Of course, one of skill in the art would understand that this format is merely exemplary, and the # used as separators, as well as the LS/LSG notation is arbitrary and may be changed. Furthermore, additional data may be encoded in the message ID. For example, the message ID may indicate what protocol should be used to send a delivery or read reply report to the originating MMSC, e.g. MM1 (MMSC-to-MMSC communication protocol) or MM7 (VAS-to-MMSC communication protocol). The process then continues to block 676.
If an SPID was found to be part of the message ID at block 675, the process continues directly to block 676.
At block 676, the process attempts to open a connection, and determines if the connection is successful.
If the connection attempt is not successful, the message is added to the retry queue at block 678. At block 680, the process determines whether it is time to retry the connection. In one embodiment, each retry queue (associated with a particular MMSC) has a single timer for retry. In another embodiment, a message in the retry queue may have a “frequency of retry” associated with it. If it is time to try again, the process continues to block 676, to attempt to open a new connection.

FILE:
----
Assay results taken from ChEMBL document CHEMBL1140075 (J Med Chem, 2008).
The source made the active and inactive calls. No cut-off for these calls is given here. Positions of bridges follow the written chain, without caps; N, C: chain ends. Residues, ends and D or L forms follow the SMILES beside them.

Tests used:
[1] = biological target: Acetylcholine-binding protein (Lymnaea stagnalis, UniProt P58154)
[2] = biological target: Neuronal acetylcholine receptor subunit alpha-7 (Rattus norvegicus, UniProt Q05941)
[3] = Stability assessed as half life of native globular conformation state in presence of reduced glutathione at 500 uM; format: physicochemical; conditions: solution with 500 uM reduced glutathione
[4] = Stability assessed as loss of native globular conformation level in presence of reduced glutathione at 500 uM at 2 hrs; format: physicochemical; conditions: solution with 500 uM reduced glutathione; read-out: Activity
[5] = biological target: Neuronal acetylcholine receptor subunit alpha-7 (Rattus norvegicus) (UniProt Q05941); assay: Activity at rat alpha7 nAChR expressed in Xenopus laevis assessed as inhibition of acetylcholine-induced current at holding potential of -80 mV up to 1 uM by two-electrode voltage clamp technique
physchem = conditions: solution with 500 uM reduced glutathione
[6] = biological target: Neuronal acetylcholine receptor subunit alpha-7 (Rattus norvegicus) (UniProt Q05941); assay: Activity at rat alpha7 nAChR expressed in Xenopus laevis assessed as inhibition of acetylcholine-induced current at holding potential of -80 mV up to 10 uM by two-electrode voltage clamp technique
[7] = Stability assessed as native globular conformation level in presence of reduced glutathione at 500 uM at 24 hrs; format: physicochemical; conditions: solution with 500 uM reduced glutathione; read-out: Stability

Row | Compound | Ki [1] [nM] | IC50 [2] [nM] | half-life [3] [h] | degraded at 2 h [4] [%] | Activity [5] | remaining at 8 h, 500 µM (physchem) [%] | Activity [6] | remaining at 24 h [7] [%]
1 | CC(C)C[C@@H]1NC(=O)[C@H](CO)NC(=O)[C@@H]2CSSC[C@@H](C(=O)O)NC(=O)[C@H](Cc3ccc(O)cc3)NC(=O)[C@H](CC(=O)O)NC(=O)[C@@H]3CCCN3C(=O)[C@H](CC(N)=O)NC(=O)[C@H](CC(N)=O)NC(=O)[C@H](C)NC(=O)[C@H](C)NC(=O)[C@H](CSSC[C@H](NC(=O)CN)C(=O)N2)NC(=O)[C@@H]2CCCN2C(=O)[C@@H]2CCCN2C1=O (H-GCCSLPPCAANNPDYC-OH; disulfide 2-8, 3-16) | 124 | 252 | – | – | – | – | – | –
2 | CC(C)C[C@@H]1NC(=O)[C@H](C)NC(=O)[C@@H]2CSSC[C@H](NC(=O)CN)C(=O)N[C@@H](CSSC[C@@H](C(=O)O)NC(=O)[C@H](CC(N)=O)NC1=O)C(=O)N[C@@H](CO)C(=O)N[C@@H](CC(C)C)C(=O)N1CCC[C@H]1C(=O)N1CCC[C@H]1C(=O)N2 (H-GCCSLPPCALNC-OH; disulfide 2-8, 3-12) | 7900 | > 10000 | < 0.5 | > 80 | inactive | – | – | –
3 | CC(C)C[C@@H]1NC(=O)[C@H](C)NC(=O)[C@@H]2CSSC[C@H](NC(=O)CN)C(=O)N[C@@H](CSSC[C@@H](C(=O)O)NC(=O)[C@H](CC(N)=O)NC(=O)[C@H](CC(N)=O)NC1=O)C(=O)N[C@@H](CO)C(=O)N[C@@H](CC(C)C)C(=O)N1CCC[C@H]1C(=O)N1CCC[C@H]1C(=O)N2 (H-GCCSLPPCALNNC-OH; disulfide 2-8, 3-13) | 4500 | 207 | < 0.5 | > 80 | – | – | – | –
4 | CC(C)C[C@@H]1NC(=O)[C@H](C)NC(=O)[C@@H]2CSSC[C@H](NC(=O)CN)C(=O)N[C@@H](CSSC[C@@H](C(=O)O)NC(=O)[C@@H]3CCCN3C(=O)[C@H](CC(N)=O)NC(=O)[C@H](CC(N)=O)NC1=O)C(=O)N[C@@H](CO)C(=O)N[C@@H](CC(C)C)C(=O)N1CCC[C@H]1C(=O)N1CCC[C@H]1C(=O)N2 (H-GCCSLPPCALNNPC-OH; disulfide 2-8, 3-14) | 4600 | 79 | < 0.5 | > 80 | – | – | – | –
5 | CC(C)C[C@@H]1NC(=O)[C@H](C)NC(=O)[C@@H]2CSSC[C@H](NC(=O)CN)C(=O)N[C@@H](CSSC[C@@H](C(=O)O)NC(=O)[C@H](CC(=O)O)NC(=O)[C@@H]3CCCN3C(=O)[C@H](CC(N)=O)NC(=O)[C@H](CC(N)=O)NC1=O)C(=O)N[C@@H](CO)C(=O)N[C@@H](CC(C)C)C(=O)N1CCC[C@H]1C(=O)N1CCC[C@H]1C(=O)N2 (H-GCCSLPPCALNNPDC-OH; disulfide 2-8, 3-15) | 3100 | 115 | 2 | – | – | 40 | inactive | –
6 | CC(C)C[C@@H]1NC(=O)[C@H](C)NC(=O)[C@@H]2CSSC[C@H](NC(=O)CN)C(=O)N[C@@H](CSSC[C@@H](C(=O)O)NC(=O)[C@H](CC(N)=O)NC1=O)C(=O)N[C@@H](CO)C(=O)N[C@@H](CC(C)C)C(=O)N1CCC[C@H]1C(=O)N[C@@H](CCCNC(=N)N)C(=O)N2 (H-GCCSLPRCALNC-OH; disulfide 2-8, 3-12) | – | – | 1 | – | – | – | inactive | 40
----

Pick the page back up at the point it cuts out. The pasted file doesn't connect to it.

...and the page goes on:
If the connection attempt is successful, the process continues to block 682, and the message is sent to the recipient MMSC. The data is then added to the message trace, at block 684.
At block 686, the process determines whether a read reply report or delivery report has been received. In one embodiment, these reports are only received if requested. In another embodiment, the system may default to such reports. In one embodiment, the exchange may override the user's original request, and request a delivery report. If no such report was received, the process ends at block 694.